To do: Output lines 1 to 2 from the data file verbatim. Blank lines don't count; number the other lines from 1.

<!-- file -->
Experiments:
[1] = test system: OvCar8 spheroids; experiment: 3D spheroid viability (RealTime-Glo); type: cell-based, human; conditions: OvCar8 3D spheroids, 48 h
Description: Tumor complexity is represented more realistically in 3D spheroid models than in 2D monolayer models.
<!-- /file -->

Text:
Experiments:
[1] = test system: OvCar8 spheroids; experiment: 3D spheroid viability (RealTime-Glo); type: cell-based, human; conditions: OvCar8 3D spheroids, 48 h